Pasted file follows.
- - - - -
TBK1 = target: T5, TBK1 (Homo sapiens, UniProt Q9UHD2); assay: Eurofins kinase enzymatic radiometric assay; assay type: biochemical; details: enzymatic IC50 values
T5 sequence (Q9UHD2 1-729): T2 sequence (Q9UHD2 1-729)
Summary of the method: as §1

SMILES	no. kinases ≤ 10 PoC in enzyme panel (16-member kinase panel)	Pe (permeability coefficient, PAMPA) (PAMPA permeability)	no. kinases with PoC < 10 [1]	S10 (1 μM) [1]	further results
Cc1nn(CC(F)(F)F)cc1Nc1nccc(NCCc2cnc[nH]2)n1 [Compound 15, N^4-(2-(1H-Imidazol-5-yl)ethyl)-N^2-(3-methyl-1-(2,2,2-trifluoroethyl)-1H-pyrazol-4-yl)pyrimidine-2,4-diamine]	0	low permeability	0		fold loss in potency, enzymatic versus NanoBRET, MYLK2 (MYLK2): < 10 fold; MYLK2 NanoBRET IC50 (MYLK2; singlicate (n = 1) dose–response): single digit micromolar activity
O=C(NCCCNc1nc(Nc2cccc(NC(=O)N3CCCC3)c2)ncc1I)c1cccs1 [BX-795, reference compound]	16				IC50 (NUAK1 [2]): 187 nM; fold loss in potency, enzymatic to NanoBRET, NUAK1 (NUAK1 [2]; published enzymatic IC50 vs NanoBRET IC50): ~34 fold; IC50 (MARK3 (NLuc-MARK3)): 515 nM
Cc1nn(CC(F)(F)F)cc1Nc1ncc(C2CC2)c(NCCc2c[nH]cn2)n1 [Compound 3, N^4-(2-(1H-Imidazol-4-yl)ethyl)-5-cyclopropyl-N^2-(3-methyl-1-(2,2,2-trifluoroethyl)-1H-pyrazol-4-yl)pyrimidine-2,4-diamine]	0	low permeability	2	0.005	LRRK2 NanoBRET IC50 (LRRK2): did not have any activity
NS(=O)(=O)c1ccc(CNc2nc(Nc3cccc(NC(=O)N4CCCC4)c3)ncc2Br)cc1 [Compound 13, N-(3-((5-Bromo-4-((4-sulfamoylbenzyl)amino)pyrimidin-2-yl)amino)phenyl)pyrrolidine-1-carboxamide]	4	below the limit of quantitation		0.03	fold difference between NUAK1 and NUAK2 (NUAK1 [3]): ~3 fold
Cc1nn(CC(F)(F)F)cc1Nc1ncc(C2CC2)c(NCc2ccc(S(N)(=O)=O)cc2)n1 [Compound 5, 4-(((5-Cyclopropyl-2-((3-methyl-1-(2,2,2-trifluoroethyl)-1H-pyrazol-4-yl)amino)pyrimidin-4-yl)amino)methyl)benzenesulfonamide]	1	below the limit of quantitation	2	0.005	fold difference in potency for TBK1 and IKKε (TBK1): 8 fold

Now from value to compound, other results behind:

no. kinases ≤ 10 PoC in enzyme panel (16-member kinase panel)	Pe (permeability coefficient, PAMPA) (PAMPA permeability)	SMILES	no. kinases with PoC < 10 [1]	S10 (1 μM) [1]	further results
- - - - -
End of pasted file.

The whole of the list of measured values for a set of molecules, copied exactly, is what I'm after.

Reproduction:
TBK1 = target: T5, TBK1 (Homo sapiens, UniProt Q9UHD2); assay: Eurofins kinase enzymatic radiometric assay; assay type: biochemical; details: enzymatic IC50 values
T5 sequence (Q9UHD2 1-729): T2 sequence (Q9UHD2 1-729)
Summary of the method: as §1

SMILES	no. kinases ≤ 10 PoC in enzyme panel (16-member kinase panel)	Pe (permeability coefficient, PAMPA) (PAMPA permeability)	no. kinases with PoC < 10 [1]	S10 (1 μM) [1]	further results
Cc1nn(CC(F)(F)F)cc1Nc1nccc(NCCc2cnc[nH]2)n1 [Compound 15, N^4-(2-(1H-Imidazol-5-yl)ethyl)-N^2-(3-methyl-1-(2,2,2-trifluoroethyl)-1H-pyrazol-4-yl)pyrimidine-2,4-diamine]	0	low permeability	0		fold loss in potency, enzymatic versus NanoBRET, MYLK2 (MYLK2): < 10 fold; MYLK2 NanoBRET IC50 (MYLK2; singlicate (n = 1) dose–response): single digit micromolar activity
O=C(NCCCNc1nc(Nc2cccc(NC(=O)N3CCCC3)c2)ncc1I)c1cccs1 [BX-795, reference compound]	16				IC50 (NUAK1 [2]): 187 nM; fold loss in potency, enzymatic to NanoBRET, NUAK1 (NUAK1 [2]; published enzymatic IC50 vs NanoBRET IC50): ~34 fold; IC50 (MARK3 (NLuc-MARK3)): 515 nM
Cc1nn(CC(F)(F)F)cc1Nc1ncc(C2CC2)c(NCCc2c[nH]cn2)n1 [Compound 3, N^4-(2-(1H-Imidazol-4-yl)ethyl)-5-cyclopropyl-N^2-(3-methyl-1-(2,2,2-trifluoroethyl)-1H-pyrazol-4-yl)pyrimidine-2,4-diamine]	0	low permeability	2	0.005	LRRK2 NanoBRET IC50 (LRRK2): did not have any activity
NS(=O)(=O)c1ccc(CNc2nc(Nc3cccc(NC(=O)N4CCCC4)c3)ncc2Br)cc1 [Compound 13, N-(3-((5-Bromo-4-((4-sulfamoylbenzyl)amino)pyrimidin-2-yl)amino)phenyl)pyrrolidine-1-carboxamide]	4	below the limit of quantitation		0.03	fold difference between NUAK1 and NUAK2 (NUAK1 [3]): ~3 fold
Cc1nn(CC(F)(F)F)cc1Nc1ncc(C2CC2)c(NCc2ccc(S(N)(=O)=O)cc2)n1 [Compound 5, 4-(((5-Cyclopropyl-2-((3-methyl-1-(2,2,2-trifluoroethyl)-1H-pyrazol-4-yl)amino)pyrimidin-4-yl)amino)methyl)benzenesulfonamide]	1	below the limit of quantitation	2	0.005	fold difference in potency for TBK1 and IKKε (TBK1): 8 fold

Now from value to compound, other results behind:

no. kinases ≤ 10 PoC in enzyme panel (16-member kinase panel)	Pe (permeability coefficient, PAMPA) (PAMPA permeability)	SMILES	no. kinases with PoC < 10 [1]	S10 (1 μM) [1]	further results